Nutritional yeast is the substitute every vegan, vegetarian, and lactose intolerant deserves. If you're craving cheese, nutritional yeast may be the best option to replace your parmesan shakers and kick your delicious dairy cravings to the curb. So, what is this flavor enhancing nutritional yeast?

What is Nutritional Yeast?

Nutritional yeast, sometimes called "nooch", is a popular and trendy cheese alternative. It consists of dried, deactivated yeast, usually in large flaky form.

How It's Made

This food additive is made from saccharomyces cerevisiae, a single-celled organism. It is grown on molasses then harvested, washed, and dried with heat to “deactivate” it. Since the saccharomyces cerevisiae is inactive, it doesn’t grow like baking yeast, so it won't leaven. Fear not, animals are not harmed in the process of making nutritional yeast because yeasts are members of the fungi family, like mushrooms.

Nutritional Yeast Breakdown:
  • 60 calories
  • 8g protein
  • 3g fiber
  • 11.85 mg thiamine/vitamin B-1
  • 9.70 mg riboflavin/vitamin B-2
  • 5.90 mg vitamin B-6
  • 17.60 mcg vitamin B-12
bowl of yeast flakes

What Does It Taste Like?

Nutritional yeast has a nutty, creamy, cheesy taste, and is becoming a mainstream health food. It has been described to have a much more savory taste, in fact, flavors can be enhanced and form a rich flavor base simply by adding a small amount of nutritional yeast to a dish. It's most commonly added into soups, gravies, and can make cheese sauces or even eggless scrambles taste cheesy. It's readily available at local health food stores and grocery stores, or online. Our favorite brands are Bragg's or Bob's Red Mill.

Benefits of Nutritional Yeast

As previously listed, nutritional yeast contains B vitamins and fiber but it also boosts immunity, and aids digestion. Nutritional yeast offers a wide variety of health benefits. One of the major benefits is that the savory, umami taste of nutritional yeast comes from glutamaic acid. Glutamaic acid is an amino acid that is formed during the drying process of making nutritional yeast. Glutamic acid is a naturally occurring amino acid found in many fruits and vegetables but it is not the same as the commercial additive monosodium glutamate.

Nutritional yeast is a complete protein. It contains all nine amino acids that we need from food. In fact, just one tablespoon of nutritional yeast contains 2 grams of protein. This creates an easy opportunity for vegans and vegetarians to have high-protein meals. It also contains animal-based vitamins that vegans and vegetarians would not acquire otherwise.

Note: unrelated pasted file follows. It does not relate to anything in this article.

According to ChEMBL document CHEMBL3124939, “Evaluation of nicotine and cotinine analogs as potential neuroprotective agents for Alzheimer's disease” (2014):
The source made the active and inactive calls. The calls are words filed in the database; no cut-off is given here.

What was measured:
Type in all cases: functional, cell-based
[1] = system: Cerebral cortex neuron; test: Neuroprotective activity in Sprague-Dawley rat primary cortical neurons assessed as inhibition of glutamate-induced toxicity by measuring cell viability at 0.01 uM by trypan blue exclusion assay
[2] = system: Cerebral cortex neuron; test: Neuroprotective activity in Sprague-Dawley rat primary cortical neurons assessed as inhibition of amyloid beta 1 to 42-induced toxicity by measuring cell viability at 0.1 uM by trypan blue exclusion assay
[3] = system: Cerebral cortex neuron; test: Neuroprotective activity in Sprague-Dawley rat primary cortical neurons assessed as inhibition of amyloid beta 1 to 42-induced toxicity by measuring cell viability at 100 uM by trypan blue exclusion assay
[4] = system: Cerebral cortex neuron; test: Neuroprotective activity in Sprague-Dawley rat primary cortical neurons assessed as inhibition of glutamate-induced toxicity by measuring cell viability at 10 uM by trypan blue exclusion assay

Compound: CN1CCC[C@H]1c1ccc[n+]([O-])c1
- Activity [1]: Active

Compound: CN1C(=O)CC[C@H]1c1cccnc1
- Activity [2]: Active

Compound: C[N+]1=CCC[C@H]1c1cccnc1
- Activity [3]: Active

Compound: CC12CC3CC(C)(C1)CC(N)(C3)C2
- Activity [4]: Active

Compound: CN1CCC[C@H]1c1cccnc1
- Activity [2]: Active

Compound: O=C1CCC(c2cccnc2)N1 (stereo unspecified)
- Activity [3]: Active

Unfortified vs. Fortified Nutritional Yeast

The two ways nutritional yeast are generally made influence the overall health benefits of the additive. Fortified nutritional yeast is more common. The difference between the two is pretty straightforward.

Unfortified: This method does not contain any added vitamins or minerals. It only contains the vitamins and minerals that are naturally produced by the yeast cells as they grow.

Fortified: This type contains synthetic vitamins added during the manufacturing process to boost nutrient content. The ingredients list will include vitamins that have been added to the yeast.

How do you use it?

Nooch can be used in so many inventive ways! If you're new to testing out nutritional yeast, it may be best to try a little bit at a time. Here are some simple ways to introduce nutritional yeast into your everyday life:

  • Sprinkle on popcorn
  • Stir into mashed potatoes
  • Add into the cooking water for "cheesy grits"
  • Add a sprinkle or two to top off pastas

Pro tip: Please note that because this yeast is inactive, it cannot be utilized to make bread rise or in baking like traditional yeast.

penne with bolognese topped with nutritional yeast and parsley

Drawbacks of Nutritional Yeast

Nutritional yeast is a valuable addition to many diets, however, there may be some side effects associated with using it as a dietary supplement that everyone should be aware of.

Digestive Side Effects and Intolerance

Nutritional yeast is packed with fiber and although a high-fiber diet can promote bowel regularity, eating too much too fast can cause some unfortunate side effects. Abdominal discomfort such as cramps or even diarrhea can occur if nutritional yeast is consumed in high amounts too quickly. It's best to slowly introduce this additive into your diet so your body can adjust accordingly.

In addition to being cautious about the consumed amount of nutritional yeast, some people may be intolerant to nutritional yeast. This intolerance is more commonly found in those who have irritable bowel disease or Crohn's disease. Symptoms included weight loss, severe diarrhea, and fatigue.

Facial Flushing

Niacin is also a source found in nutritional yeast. Niacin, or vitamin B3, is involved in vital processes in your body, such as metabolism and enzyme function. In one tablespoon of nutritional yeast, there are over 38 mg of niacin which nearly doubles the daily serving. Ingesting too much niacin can result in facial flushing. Facial flushing is a flush of red on the skin, which can be followed by a burning and itching sensation that occurs within 10–20 minutes.

Triggering Headaches or Migraines

Nutritional yeast truly is a great source of many vitamins and minerals, however, some yeast products can include compounds such as tyramine and monosodium glutamate (MSG). These compounds may trigger migraine attacks in some individuals. MSG is a popular food additive used to enhance flavor, however many people report MSG as a migraine trigger. Tyramine may cause migraine attacks in certain people as well.

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